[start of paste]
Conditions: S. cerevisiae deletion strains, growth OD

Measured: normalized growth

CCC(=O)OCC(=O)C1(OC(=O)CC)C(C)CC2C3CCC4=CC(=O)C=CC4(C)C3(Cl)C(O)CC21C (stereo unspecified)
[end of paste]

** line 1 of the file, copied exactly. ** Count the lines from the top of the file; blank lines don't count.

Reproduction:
Conditions: S. cerevisiae deletion strains, growth OD